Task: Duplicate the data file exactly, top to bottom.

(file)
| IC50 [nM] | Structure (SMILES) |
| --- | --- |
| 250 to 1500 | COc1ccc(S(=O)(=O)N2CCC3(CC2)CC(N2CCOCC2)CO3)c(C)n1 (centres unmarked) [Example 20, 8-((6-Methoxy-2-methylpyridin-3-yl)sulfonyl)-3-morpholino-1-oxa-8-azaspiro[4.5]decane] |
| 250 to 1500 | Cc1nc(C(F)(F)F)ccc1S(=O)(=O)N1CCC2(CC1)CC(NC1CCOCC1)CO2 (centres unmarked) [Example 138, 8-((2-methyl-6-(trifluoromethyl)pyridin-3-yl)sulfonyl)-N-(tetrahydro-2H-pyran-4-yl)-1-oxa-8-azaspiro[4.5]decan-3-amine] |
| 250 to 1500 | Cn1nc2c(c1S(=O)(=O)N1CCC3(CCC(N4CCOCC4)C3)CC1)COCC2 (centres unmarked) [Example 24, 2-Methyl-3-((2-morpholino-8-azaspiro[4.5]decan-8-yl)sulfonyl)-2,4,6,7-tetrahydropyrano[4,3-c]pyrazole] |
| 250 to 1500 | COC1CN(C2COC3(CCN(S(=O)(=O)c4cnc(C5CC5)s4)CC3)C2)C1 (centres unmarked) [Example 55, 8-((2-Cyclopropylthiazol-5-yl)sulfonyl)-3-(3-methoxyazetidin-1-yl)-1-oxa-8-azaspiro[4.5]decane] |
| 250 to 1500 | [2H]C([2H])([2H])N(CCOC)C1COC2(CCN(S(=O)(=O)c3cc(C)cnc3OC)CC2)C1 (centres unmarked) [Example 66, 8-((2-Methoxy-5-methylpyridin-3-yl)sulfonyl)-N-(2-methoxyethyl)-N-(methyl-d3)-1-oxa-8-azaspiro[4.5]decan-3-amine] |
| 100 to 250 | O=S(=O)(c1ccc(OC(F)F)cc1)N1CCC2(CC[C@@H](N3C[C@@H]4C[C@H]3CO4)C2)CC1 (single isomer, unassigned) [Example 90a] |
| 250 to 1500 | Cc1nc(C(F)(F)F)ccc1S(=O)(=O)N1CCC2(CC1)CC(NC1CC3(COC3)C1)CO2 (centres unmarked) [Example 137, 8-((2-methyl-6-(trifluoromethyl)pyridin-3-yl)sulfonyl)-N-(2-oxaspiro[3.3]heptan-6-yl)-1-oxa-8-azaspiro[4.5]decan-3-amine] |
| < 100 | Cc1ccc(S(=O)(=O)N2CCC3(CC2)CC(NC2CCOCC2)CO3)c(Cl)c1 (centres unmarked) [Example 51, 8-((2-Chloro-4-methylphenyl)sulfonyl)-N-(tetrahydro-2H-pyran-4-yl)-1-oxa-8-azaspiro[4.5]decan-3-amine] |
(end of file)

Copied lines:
| IC50 [nM] | Structure (SMILES) |
| --- | --- |
| 250 to 1500 | COc1ccc(S(=O)(=O)N2CCC3(CC2)CC(N2CCOCC2)CO3)c(C)n1 (centres unmarked) [Example 20, 8-((6-Methoxy-2-methylpyridin-3-yl)sulfonyl)-3-morpholino-1-oxa-8-azaspiro[4.5]decane] |
| 250 to 1500 | Cc1nc(C(F)(F)F)ccc1S(=O)(=O)N1CCC2(CC1)CC(NC1CCOCC1)CO2 (centres unmarked) [Example 138, 8-((2-methyl-6-(trifluoromethyl)pyridin-3-yl)sulfonyl)-N-(tetrahydro-2H-pyran-4-yl)-1-oxa-8-azaspiro[4.5]decan-3-amine] |
| 250 to 1500 | Cn1nc2c(c1S(=O)(=O)N1CCC3(CCC(N4CCOCC4)C3)CC1)COCC2 (centres unmarked) [Example 24, 2-Methyl-3-((2-morpholino-8-azaspiro[4.5]decan-8-yl)sulfonyl)-2,4,6,7-tetrahydropyrano[4,3-c]pyrazole] |
| 250 to 1500 | COC1CN(C2COC3(CCN(S(=O)(=O)c4cnc(C5CC5)s4)CC3)C2)C1 (centres unmarked) [Example 55, 8-((2-Cyclopropylthiazol-5-yl)sulfonyl)-3-(3-methoxyazetidin-1-yl)-1-oxa-8-azaspiro[4.5]decane] |
| 250 to 1500 | [2H]C([2H])([2H])N(CCOC)C1COC2(CCN(S(=O)(=O)c3cc(C)cnc3OC)CC2)C1 (centres unmarked) [Example 66, 8-((2-Methoxy-5-methylpyridin-3-yl)sulfonyl)-N-(2-methoxyethyl)-N-(methyl-d3)-1-oxa-8-azaspiro[4.5]decan-3-amine] |
| 100 to 250 | O=S(=O)(c1ccc(OC(F)F)cc1)N1CCC2(CC[C@@H](N3C[C@@H]4C[C@H]3CO4)C2)CC1 (single isomer, unassigned) [Example 90a] |
| 250 to 1500 | Cc1nc(C(F)(F)F)ccc1S(=O)(=O)N1CCC2(CC1)CC(NC1CC3(COC3)C1)CO2 (centres unmarked) [Example 137, 8-((2-methyl-6-(trifluoromethyl)pyridin-3-yl)sulfonyl)-N-(2-oxaspiro[3.3]heptan-6-yl)-1-oxa-8-azaspiro[4.5]decan-3-amine] |
| < 100 | Cc1ccc(S(=O)(=O)N2CCC3(CC2)CC(NC2CCOCC2)CO3)c(Cl)c1 (centres unmarked) [Example 51, 8-((2-Chloro-4-methylphenyl)sulfonyl)-N-(tetrahydro-2H-pyran-4-yl)-1-oxa-8-azaspiro[4.5]decan-3-amine] |